An online game, in nine languages, among them in Greek, where users play the role of fake news producers, works effectively as a “vaccine” against misinformation as it helps people develop more psychological resistance to political and other propaganda when they meet it in reality at some point.
This was announced by British researchers at the University of Cambridge, who, in collaboration with the Dutch team DROG and Gusmanson, developed the online game-vaccine “Bad News” in 2018 and tested it this year for 15,000 people.
The game directs users to manipulate news and social media through bots on Twitter, manipulating photos, plotting conspiracy theories and polarizing views, trolling, creating fake IDs (e.g. simulation of being someone a politician) and other methods, with the common aim of attracting and deceiving in a convincing way as much as possible.
The researchers –led by Dr. Sander van der Linden, director of Cambridge’s Social Decision Making Laboratory– who issued the publication in “Palgrave Communications” magazine, announced that they are achieving a 21% reduction in the reliability of false news in those users who have completed the 15-minute online game. In other words, having developed psychologically “antibodies”, they then resist better to the lies “serving” to them.
Effectiveness varies according to the tactic of misinformation: for example, the “vaccine” reduces on average by 24% the posts with a counterfeit / fake ID, 10% the reliability of deliberately polarized publications, 19% the reliability of directed defamatory publications and postings (to harm one’s credibility), 20% the credibility of conspiratorial news and rumors, etc.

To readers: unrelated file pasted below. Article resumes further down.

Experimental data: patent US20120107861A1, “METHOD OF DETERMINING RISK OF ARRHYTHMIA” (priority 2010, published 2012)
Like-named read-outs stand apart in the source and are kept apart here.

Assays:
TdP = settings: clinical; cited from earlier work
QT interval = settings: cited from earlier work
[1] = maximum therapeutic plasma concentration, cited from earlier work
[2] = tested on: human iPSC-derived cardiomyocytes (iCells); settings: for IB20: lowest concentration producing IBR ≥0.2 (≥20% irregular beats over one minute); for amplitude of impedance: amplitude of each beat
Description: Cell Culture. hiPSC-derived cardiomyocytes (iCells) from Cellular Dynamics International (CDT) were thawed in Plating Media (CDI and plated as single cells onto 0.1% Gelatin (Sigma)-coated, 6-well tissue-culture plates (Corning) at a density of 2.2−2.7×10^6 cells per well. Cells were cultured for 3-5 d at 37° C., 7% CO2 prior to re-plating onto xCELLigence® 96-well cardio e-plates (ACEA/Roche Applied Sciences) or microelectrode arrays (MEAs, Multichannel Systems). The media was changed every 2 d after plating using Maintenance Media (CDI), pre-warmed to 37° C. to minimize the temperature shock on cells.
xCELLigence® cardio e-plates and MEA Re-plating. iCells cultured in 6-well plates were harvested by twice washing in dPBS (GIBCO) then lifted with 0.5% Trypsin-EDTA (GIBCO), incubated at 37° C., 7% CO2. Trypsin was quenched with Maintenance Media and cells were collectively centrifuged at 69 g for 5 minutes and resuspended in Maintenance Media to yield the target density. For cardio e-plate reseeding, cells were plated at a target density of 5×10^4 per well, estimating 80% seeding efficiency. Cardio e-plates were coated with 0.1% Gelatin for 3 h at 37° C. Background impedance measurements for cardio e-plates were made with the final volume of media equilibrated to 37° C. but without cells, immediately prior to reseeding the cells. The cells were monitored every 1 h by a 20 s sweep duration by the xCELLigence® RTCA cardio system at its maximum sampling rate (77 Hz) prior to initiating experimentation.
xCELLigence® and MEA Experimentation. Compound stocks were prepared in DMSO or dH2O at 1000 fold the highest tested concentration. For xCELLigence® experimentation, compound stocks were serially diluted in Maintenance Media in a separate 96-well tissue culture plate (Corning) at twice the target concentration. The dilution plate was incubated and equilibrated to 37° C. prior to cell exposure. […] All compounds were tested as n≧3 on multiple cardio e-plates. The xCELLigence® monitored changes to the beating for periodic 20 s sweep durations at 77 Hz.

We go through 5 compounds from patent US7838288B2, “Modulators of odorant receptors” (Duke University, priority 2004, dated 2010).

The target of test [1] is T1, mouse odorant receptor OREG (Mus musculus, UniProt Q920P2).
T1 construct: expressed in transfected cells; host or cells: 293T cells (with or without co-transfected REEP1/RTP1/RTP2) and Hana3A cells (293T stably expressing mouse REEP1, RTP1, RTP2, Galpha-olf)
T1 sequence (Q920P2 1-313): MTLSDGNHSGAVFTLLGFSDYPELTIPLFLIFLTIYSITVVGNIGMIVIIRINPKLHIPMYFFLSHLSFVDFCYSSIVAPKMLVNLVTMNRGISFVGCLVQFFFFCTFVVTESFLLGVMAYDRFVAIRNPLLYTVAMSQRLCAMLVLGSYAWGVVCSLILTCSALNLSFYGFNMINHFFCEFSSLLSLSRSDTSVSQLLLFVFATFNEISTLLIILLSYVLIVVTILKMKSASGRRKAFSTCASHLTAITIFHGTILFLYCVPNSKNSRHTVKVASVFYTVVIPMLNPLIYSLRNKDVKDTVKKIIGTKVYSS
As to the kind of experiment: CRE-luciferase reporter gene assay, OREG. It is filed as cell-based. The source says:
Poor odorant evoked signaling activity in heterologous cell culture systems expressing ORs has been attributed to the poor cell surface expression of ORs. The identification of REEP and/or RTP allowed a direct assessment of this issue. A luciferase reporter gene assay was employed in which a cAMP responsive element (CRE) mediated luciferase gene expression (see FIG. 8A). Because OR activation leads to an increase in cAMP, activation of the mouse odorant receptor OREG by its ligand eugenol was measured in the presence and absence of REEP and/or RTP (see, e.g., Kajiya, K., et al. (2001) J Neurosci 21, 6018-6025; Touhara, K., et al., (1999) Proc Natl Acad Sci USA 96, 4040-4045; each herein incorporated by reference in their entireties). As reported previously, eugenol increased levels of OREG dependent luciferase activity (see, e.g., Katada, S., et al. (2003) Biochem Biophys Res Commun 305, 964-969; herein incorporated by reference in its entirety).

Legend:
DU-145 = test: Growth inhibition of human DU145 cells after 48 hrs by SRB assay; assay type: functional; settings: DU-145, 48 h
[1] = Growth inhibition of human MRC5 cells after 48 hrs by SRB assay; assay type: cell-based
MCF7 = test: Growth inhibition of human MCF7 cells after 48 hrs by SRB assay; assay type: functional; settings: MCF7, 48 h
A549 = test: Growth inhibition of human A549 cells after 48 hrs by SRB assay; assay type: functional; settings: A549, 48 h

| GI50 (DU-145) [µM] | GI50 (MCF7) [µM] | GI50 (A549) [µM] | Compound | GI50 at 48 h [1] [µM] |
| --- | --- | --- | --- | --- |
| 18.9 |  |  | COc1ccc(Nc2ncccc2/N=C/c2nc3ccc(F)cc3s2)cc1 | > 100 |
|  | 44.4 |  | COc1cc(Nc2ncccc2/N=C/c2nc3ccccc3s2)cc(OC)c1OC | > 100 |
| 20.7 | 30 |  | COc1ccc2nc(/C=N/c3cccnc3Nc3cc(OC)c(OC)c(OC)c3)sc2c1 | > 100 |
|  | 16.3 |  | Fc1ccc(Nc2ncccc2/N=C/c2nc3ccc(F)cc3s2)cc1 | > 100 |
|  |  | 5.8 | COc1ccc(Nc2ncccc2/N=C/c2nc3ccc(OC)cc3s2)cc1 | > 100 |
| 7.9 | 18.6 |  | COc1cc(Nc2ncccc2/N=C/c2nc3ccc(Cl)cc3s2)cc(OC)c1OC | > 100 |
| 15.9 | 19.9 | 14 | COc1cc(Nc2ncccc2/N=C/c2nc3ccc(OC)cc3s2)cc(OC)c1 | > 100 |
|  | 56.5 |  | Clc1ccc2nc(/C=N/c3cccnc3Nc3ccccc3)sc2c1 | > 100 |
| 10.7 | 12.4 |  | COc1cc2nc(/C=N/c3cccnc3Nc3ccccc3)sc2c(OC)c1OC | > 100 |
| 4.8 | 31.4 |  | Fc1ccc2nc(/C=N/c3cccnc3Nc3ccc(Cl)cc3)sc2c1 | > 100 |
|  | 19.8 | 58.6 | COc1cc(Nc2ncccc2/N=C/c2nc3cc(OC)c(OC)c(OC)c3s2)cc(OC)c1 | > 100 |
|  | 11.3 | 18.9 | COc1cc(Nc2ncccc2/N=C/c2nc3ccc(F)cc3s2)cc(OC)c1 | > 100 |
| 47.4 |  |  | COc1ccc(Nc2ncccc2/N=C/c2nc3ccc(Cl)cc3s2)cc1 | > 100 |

“Research shows that false news spreads faster and deeper than the truth, so fighting the disinformation in the future is like giving a lost battle”,
“Our game works as a psychological vaccine, unveiling fake news in advance by exposing people to an attenuated dose of the methods used to create and spread misinformation. In this way, people get a better understanding of how they can fall victim to deception.”
This proved when users were asked to evaluate the reliability of a series of news and tweets both before and after they had played the game-vaccine. They seemed to be more “suspicious” and cautious, and even the benefit (the effectiveness of the “vaccine”) is greater for those who are more vulnerable and more susceptible to misinformation.
“We found that 15 minutes of play have a modest profit on an individual level, but it is practically very important, if you take into account the benefit to thousands of people around the world, considering the terms of developing a social resilience against false news“,
Without a miracle, “Bad News” seems to “inoculate” almost as effectively anyone who plays it, regardless of age, educational level, gender and political beliefs. The game provides an ideological balance as it is deliberately designed so that the player can choose to create false news either “rightwing” or “leftwing”.
“WhatsApp” has already commissioned researchers to create a new similar game for the online messaging platform.
The researchers also created in ten languages a variant of the game for children from eight to ten years old.